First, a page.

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  • Adrian Ponsen | CoStar

Small Industrial Spaces Are in Short Supply Across the US. Here’s Where They Are Scarcest

Tenants Tied to Construction Trades Swallow Up Space in Many Sun Belt Markets

aerial shot of an industrial complex
Broadwood Business Park | Mesa, AZ

Smaller industrial properties have maintained impressive occupancy rates and rising rents for several years, and in recent months they have increasingly stood out as one of the best-performing categories of commercial real estate.


Other property types typically favored by investors, namely luxury apartments and big-box distribution centers, are facing headwinds as the large amount of new development started during the pandemic reaches completion in record numbers, helping to drive up vacancy rates.


In contrast, the recent outperformance of smaller industrial properties owes mainly to their insulation from supply-side risk. Securing land and entitlements for industrial projects near most major cities is challenging and few developers are willing to invest the time needed to clear these hurdles unless the projects involved and the corresponding payouts for completing them are large.


Meanwhile, developers behind the unleased big-box distribution centers being completed these days are largely unwilling to subdivide their space and lease to tenants smaller than 25,000 square feet or even 50,000 square feet. The net result is that very few developers are building small-bay industrial facilities favored by small, blue-collar businesses, and vacancy rates among small industrial properties remain near all-time lows.


To learn which U.S. markets have the most acute shortages of smaller industrial space, CoStar ranked the 60 largest U.S. markets based on the composite scores of three criteria: current availability rates for industrial buildings smaller than 50,000 square feet; the median number of months on the market of 10,000-25,000-square-foot industrial spaces leased in the past 12 months; and the median number of months on the market of industrial spaces smaller than 10,000 square feet leased in the past 12 months.


The amount of time smaller industrial spaces spend on the market can differ widely within and between markets depending on whether the properties leased are built to modern standards or older buildings bordering on functional obsolescence. To control for these differences, median months to lease were calculated only for spaces in properties built in the 1970s and 1980s, typically the largest vintages of smaller industrial buildings in most U.S. markets.


Markets that have attracted a surge of in-migration in recent years, including Nashville, Tennessee, and the Florida markets of Jacksonville, Tampa and Orlando, are well represented among the 20 areas that score highest for having a scarcity of small industrial spaces. This makes sense, given that businesses catering to growing local housing stocks, such as HVAC contractors, plumbers and electricians, are key occupiers of smaller industrial properties.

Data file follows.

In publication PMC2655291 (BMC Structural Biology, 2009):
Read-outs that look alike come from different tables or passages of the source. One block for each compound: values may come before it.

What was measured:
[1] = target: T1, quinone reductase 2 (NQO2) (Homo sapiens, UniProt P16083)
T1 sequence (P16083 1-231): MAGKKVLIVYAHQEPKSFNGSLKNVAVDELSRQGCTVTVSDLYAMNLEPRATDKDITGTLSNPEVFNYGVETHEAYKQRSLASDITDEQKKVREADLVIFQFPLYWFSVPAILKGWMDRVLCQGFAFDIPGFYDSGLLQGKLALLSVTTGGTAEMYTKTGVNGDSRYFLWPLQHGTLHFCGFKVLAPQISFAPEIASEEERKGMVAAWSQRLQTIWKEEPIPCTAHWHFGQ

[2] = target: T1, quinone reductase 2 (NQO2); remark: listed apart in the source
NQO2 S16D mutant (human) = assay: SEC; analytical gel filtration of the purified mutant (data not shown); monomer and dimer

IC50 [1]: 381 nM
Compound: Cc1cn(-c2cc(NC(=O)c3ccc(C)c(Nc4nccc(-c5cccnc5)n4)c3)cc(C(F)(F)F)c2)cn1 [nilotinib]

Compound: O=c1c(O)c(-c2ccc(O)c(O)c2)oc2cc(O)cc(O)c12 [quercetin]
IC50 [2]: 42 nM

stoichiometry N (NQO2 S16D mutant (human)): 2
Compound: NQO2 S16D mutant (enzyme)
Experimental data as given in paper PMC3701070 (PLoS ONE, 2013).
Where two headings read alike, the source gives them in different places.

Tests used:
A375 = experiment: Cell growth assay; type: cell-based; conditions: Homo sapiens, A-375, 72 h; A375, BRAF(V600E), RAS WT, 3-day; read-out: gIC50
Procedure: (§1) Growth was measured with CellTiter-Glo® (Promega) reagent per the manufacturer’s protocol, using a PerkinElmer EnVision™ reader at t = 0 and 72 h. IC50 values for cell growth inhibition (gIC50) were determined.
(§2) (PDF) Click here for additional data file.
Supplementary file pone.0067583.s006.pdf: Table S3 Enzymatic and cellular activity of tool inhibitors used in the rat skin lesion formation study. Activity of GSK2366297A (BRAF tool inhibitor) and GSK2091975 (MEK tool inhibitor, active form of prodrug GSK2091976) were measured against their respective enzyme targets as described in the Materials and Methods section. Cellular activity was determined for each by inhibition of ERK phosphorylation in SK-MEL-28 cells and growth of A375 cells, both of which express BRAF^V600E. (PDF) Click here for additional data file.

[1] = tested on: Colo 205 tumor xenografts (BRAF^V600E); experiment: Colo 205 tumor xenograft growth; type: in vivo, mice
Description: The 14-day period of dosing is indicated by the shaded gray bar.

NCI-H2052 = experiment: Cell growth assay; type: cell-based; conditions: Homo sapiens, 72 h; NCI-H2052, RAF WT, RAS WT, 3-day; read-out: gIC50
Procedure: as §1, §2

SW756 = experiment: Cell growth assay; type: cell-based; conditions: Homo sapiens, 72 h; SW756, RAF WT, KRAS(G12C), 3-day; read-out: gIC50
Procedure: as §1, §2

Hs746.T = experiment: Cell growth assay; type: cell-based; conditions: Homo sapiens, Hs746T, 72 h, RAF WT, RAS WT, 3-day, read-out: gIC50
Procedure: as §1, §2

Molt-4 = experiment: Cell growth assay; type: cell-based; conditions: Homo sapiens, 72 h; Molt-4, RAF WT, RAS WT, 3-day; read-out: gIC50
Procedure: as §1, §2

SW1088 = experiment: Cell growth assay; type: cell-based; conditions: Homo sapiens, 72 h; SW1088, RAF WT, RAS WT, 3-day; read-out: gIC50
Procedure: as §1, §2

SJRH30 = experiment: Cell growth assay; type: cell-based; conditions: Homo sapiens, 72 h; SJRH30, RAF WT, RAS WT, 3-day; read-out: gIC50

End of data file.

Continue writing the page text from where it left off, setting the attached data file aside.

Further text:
Critical port markets in Virginia, South Florida and Southern California also rank among the top 20 areas with a scarcity of available small-bay industrial space.


Louisville, Kentucky, may surprise many readers for its ranking as one of the tightest markets in the United States. However, its location in the middle of the burgeoning electric vehicle manufacturing region known as the battery belt, coupled with major distribution infrastructure including Louisville Muhammad Ali International, North America’s third-largest cargo airport, provides industrial leasing drivers.


Most of the largest cities in the Midwest, including Chicago, Detroit, Indianapolis and Minneapolis, rank in the middle of the pack. Geographic and infrastructure advantages support leasing by small manufacturing and distribution tenants in these locations.


However, limited population growth, or in some cases population losses, result in less robust leasing among smaller tenants in local construction trades. Similar headwinds weigh on leasing in other middle-ranking markets such as New York City and California’s East Bay.


A diverse set of locales comprise the 20 markets with the highest availability rates and leasing times for small industrial spaces. The four largest Texas markets, Austin, Dallas-Fort Worth, Houston and San Antonio, all rank in this group.


In all four of these markets, the stock of industrial properties smaller than 50,000 square feet has increased at more than twice the national rate over the past five years, with Austin and Houston more than quadrupling the U.S. growth rate.


Texas is widely known for the growth-friendly policies of its state and local governments. More abundant development of small industrial properties is likely contributing to these markets’ higher availability rates.


However, most of these 20 markets with higher availability rates and longer leasing timelines than most locales still have limited inventories of small industrial spaces available for lease. For example, in Dallas-Fort Worth, the current 6.1% availability rate for small industrial properties is well below the 8.7% level recorded in the market 10 years ago. Similarly, the median time to lease for spaces smaller than 10,000 square feet in Dallas-Fort Worth is 3 1/2 months, down from the median time to lease of five months recorded 10 years earlier.


Read the entire article from CoStar here.

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